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Being and Time

take the basic step of unveiling the meaning of the Being of care. But the Interpretation of the ontological meaning of care must be performed on the basis of envisaging phenomenologically in a full and constant manner Dasein's existential constitution as we have exhibited it up till now.

Ontologically, Dasein is in principle different from everything that is present-at-hand or Real. Its 'subsistence' is not based on the substantiality of a substance but on the 'Self-subsistence' of the existing Self, whose Being has been conceived as care.1 The phenomenon of the Self—a phenomenon which is included in care—needs to be defined existentially in a way which is primordial and authentic, in contrast to our preparatory exhibition of the inauthentic they-self. Along with this, we must establish what possible ontological questions are to be directed towards the 'Self', if indeed it is neither substance nor subject.

In this way, the phenomenon of care will be adequately clarified for the first time, and we shall then interrogate it as to its ontological meaning. When this meaning has been determined, temporality will have been laid bare. In exhibiting this, we are not led into out-of-the-way and sequestered [304] domains of Dasein; we merely get a conception of the entire phenomenal content of Dasein's basic existential constitution in the ultimate foundations of its own ontological intelligibility. Temporality gets experienced in a phenomenally primordial way in Dasein's authentic Being-a-whole, in the phenomenon of anticipatory resoluteness. If temporality makes itself known primordially in this, then we may suppose that the temporality of anticipatory resoluteness is a distinctive mode of temporality. Temporality has different possibilities and different ways of temporalizing itself.2 The basic possibilities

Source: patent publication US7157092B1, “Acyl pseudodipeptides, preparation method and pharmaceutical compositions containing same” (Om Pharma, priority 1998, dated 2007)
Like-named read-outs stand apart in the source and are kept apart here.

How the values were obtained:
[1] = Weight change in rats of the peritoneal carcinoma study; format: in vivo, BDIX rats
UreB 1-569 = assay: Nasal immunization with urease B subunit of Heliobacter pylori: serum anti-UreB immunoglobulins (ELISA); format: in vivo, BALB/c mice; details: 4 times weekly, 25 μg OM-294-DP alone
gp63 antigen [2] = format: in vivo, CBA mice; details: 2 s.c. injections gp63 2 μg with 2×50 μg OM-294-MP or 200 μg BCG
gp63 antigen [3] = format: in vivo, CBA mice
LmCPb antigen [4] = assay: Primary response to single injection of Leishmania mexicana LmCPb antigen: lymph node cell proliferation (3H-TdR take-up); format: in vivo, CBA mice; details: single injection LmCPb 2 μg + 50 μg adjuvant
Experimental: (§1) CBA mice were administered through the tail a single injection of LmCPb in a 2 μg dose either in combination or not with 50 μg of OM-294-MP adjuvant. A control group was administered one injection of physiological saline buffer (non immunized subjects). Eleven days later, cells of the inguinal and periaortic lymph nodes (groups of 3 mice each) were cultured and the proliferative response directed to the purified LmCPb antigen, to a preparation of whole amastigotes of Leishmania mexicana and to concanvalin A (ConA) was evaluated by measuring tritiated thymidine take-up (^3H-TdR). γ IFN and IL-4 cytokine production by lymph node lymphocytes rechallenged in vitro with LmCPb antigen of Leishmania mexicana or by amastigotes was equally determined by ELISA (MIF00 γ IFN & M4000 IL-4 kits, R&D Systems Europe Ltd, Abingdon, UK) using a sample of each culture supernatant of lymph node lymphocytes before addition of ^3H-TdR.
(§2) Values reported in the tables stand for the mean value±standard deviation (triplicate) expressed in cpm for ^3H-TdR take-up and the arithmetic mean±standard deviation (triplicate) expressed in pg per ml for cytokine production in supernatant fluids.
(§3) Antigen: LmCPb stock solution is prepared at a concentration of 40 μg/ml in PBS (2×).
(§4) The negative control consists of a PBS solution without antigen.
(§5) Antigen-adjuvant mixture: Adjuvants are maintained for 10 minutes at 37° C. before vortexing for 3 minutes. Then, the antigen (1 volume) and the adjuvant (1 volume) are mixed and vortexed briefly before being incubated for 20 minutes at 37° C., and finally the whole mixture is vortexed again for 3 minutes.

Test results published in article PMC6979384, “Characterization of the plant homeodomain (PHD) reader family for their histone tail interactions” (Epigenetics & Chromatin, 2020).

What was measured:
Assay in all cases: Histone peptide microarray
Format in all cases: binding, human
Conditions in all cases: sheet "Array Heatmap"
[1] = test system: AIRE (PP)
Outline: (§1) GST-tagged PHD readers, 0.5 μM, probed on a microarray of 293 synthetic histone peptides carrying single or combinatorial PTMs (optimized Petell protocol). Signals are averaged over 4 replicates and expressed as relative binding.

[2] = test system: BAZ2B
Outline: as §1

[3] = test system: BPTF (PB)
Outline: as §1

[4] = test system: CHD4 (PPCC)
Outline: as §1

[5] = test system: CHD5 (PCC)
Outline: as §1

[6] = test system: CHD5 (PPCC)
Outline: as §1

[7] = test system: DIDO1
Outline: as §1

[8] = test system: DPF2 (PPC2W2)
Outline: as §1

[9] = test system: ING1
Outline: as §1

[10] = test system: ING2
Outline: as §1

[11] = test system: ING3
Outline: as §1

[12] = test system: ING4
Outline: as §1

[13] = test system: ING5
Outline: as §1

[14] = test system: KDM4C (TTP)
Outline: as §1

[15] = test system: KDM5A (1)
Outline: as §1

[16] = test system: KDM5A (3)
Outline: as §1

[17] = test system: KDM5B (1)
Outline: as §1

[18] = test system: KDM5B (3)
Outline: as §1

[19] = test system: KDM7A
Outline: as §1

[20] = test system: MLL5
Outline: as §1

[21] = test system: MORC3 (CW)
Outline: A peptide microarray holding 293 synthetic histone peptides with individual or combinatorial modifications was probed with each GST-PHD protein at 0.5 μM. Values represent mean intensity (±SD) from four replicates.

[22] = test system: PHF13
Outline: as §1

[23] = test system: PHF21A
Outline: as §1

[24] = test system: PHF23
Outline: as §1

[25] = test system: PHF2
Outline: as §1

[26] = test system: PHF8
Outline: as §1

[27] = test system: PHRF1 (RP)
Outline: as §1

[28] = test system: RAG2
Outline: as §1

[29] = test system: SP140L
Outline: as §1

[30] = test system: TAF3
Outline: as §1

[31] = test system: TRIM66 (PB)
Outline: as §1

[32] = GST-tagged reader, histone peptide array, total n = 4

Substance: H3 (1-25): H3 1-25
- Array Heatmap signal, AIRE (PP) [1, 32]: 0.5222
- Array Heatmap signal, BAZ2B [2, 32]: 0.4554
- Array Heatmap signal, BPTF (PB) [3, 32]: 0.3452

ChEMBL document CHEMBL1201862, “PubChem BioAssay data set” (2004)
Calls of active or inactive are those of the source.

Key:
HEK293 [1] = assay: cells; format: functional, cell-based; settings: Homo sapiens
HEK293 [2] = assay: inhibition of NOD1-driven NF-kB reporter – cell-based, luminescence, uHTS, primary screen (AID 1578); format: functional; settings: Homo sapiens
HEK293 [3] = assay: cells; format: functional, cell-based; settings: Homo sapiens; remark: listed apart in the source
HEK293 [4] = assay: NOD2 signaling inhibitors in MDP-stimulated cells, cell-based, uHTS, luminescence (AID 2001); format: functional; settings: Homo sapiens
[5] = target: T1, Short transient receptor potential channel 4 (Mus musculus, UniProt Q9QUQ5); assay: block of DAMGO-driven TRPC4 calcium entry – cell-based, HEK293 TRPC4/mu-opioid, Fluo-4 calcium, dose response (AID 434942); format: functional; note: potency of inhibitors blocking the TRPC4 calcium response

1 'Sein "Bestand" gründet nicht in der Substanzialität einer Substanz, sondem in der "Selbständigkeit" des existierenden Selbst, dessen Sein als Sorge begriffen wurde. '

In this sentence Heidegger has used no less than five words derived from the Indo-European base 'stä-' (Cf. English 'stand', Latin 'stare', German 'stehen'): 'Bestand', 'Substanz', 'Substantialität', 'Selbständigkeit', 'existierenden'. In each case we have used an English equivalent derived from the same base.

The important word 'Bestand', which we have here translated somewhat arbitrarily as 'subsistence', and have often handled elsewhere in other ways, corresponds to the verb 'bestehen' ('to subsist', 'to remain', 'to consist in', even 'to exist' in a broader sense than Heidegger's). It thus may stand for 'subsistence' in the broadest sense, or more particularly for 'continued subsistence'; and it may also stand for that of which something 'consists—its 'content', the whole 'stock' of things of which it consists. This is the sense in which Heidegger most frequently uses it, especially in such phrases as 'der phänomenale Bestand' ('the phenomenal content', 'the stock of phenomena').

We have also somewhat arbitrarily translated 'Selbständigkeit' as 'Self-subsistence', in accordance with our translation of the adjective 'selbständig' on H. 291-292· But as we shall see later (H. 322), 'Self-constancy' would perhaps be more appropriate.

2 'Zeitlichkeit kann sich in verschiedenen Möglichkeiten und in verschiedener Weise zeitigen.' In ordinary German the verb 'zeitigen' means 'to bring about' or more strictly, 'to bring to maturity'; this is how we have translated it in the earlier portions of this work. In the present section, however, and in those which follow, Heidegger is exploiting the etymological connection of 'zeitigen' with such words as 'Zeit' ('time') and 'Zeitlichkeit' ('temporality'); we have accordingly ventured to translate it as 'to temporalize.' We have already called attention to earlier passages (H. 122, 178) where 'zeitigen' has been changed to 'zeigen' in the later editions. If these changes are not simple misprints, they may indicate a deliberate intention to avoid the use of this verb in any sense but the special one here introduced. (Contrast H. 152, where no such correction has been made.)


Being and Time (M&R) by Martin Heidegger